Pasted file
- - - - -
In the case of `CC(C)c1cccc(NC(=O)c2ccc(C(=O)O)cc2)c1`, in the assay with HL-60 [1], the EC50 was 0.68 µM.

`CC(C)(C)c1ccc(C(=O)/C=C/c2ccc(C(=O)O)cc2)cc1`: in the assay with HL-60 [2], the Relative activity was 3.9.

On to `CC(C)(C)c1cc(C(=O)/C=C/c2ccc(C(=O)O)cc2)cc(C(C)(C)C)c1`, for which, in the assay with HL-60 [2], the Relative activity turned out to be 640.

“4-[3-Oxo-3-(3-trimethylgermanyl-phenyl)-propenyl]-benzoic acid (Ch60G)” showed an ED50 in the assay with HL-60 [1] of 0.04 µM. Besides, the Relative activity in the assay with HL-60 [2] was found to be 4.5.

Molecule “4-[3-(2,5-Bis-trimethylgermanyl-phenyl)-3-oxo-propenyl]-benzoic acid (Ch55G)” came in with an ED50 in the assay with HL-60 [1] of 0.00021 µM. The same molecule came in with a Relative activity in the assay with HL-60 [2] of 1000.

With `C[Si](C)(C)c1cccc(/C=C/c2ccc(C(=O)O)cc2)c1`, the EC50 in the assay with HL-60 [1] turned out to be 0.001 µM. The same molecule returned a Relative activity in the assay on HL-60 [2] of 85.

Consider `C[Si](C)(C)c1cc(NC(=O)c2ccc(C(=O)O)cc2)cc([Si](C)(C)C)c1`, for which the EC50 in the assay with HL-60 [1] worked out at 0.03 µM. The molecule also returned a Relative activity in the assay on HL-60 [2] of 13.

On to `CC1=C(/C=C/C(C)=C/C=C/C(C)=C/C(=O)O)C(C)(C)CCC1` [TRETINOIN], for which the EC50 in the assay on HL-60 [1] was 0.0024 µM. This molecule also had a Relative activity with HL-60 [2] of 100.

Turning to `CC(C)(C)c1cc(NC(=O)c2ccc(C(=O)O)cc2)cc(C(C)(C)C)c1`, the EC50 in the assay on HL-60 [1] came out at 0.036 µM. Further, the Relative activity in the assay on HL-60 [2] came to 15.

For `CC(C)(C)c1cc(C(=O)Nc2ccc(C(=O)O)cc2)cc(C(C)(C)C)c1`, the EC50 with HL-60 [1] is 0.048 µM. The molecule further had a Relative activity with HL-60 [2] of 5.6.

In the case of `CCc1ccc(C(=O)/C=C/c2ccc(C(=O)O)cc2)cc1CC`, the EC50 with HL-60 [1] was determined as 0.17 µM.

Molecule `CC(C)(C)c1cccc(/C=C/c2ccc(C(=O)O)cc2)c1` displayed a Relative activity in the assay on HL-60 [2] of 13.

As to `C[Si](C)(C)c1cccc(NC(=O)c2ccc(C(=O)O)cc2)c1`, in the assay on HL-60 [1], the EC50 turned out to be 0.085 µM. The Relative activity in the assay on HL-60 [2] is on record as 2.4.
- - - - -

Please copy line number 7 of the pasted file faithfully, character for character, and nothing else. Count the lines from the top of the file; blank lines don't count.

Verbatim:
Consider `C[Si](C)(C)c1cc(NC(=O)c2ccc(C(=O)O)cc2)cc([Si](C)(C)C)c1`, for which the EC50 in the assay with HL-60 [1] worked out at 0.03 µM. The molecule also returned a Relative activity in the assay on HL-60 [2] of 13.